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High Bridge, Lincoln
River Witham, Lincoln, UK
associated engineer
Not known
date  circa 1160, circa 1235, 1540 - 1550, 1762 - 1763
era  Medieval  |  category  Bridge  |  reference  SK974711
ICE reference number  HEW 845
High Bridge carries Lincoln High Street over the River Witham. Incorporated in its structure are the stone ribs of what is believed to be the second-oldest masonry arch bridge in Britain. Once a major traffic route, the bridge remains in use as a pedestrian crossing.
The oldest section of High Bridge is about 10m wide. Its original semi-circular stone barrel vaulted span of 6.7m had five ribs, the outer pair 1.2m wide with three inner ribs 915mm wide.
Circa 1235, the bridge was widened on the east side by some 8.7m to accommodate a wayside chapel dedicated to Thomas Becket (c.1118-70). The extension, also with a single 6.7m span, had quadripartite groyned stone vaulting with diagonal ribs and replaced a ford over the river. Flights of steps were added on either side, leading from High Street to the river banks.
At an unknown later date, two of the intermediate ribs and much of the stone vaulting of the original arch were removed, as was the vaulting between the 13th century ribs. The stonework was replaced with brickwork, possibly to lower the roadway by 300-450mm.
In 1540-50, the bridge was extended 6m upstream (west). A twin-centre flat pointed arch without vaulting was constructed to support a range of half-timbered buildings. A small downstream (east) extension was added in 1762-3, increasing the bridge's overall width to 26.5m.
By 1762, the medieval chapel had been demolished — it had been disused since 1549. A stone conduit house shaped like an obelisk was constructed on the same spot to supply drinking water. Between 1792 and 1795, the timber flooring along the river bed beneath the bridge was removed, the river bed lowered and the bridge abutments underpinned. The alterations facilitated the passage of barges, though the narrow span interrupted river flow and navigation.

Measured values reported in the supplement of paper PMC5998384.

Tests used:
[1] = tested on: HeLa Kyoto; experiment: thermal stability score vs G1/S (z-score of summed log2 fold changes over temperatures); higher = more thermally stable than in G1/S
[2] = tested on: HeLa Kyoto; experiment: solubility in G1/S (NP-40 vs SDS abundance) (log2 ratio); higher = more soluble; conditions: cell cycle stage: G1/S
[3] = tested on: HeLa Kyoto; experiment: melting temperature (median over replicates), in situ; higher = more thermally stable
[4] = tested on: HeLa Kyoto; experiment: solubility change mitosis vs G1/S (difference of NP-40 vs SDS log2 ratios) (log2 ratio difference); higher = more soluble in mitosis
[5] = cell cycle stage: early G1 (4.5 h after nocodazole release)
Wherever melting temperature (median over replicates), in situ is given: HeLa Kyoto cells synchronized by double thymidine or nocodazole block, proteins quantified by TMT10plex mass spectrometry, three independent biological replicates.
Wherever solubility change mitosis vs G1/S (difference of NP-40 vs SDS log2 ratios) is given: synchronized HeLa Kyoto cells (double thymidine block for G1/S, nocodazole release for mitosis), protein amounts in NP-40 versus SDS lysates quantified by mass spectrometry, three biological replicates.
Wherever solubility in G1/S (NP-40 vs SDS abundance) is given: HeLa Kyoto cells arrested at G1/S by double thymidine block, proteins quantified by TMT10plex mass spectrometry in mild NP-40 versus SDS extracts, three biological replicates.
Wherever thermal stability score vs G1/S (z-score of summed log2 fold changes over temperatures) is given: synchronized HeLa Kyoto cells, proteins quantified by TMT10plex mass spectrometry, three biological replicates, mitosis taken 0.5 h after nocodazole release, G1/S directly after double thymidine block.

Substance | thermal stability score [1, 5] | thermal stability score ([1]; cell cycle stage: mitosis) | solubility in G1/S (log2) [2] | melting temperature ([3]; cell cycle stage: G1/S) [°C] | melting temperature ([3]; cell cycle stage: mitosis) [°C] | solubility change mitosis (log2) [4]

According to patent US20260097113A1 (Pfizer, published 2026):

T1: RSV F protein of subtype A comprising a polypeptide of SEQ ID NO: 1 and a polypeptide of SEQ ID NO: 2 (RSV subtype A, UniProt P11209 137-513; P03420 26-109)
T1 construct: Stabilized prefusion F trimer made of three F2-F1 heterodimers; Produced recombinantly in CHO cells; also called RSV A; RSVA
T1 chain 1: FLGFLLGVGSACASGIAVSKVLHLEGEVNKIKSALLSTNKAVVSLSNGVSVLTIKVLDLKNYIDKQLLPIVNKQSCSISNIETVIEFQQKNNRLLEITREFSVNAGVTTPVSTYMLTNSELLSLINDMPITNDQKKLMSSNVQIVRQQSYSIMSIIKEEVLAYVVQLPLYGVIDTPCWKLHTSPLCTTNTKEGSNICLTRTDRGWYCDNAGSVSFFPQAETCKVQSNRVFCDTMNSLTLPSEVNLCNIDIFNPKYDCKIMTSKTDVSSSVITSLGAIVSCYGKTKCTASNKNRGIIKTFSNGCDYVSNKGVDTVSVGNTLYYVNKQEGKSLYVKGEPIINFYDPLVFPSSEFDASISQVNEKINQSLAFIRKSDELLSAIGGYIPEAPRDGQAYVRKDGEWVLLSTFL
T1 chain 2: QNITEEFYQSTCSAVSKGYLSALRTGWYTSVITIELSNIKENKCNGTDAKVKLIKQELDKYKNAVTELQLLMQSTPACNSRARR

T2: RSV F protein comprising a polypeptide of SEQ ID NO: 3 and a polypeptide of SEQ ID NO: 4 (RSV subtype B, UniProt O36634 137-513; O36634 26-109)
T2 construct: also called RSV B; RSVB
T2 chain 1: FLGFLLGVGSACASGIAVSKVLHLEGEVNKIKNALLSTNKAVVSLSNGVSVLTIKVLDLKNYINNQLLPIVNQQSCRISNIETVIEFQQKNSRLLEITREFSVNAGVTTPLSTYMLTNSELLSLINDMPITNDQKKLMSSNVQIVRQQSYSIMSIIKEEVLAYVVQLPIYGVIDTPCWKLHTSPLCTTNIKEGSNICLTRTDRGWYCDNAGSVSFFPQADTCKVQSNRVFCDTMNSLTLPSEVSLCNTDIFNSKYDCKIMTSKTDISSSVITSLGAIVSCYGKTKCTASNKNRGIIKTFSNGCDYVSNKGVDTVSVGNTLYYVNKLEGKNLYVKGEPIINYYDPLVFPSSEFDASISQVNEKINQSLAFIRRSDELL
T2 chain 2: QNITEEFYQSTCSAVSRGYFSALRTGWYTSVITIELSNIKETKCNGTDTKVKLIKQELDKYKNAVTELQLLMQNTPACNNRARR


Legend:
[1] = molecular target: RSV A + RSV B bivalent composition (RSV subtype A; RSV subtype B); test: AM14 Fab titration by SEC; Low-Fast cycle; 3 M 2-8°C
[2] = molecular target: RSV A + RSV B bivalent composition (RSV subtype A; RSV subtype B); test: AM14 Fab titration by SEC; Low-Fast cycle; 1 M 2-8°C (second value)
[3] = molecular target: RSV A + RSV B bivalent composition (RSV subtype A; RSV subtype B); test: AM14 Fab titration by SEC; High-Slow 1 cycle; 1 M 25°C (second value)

The archway through the bridge became known as the ‘Glory Hole’. In 1833, a loaded keel carrying Isambard Kingdom Brunel (1806-59), engaged in reporting on the Fossdyke Canal, became stuck under High Bridge and her crew "were obliged to pull her all the way through with the windlass".
Men’s public conveniences were erected near the obelisk in around 1863. The conduit house was restored and a drinking fountain added.
In 1902, architect William Watkins & Son reported on the condition of the bridge and subsequently directed its restoration (1902-3). The half-timbered buildings were also restored. The obelisk was demolished in 1939 as it obstructed vehicular traffic.
High Bridge is a scheduled Ancient Monument and a Grade 1 listed building. It carried a main road (A15/A46) until 1971, when a relief road was opened and the bridge area of Lincoln High Street pedestrianised.
Still in use today, this is the only bridge in Britain with a secular medieval building still standing on it. It is also one of only three bridges in England with buildings on them. The other two are Frome Bridge (1667) in Somerset and Pulteney Bridge (1773) in Bath, designed by Robert Adam (1728-92).
Architect (1903 restoration): William Watkins & Son
Research: ECPK
reference sources   CEH E&C

High Bridge, Lincoln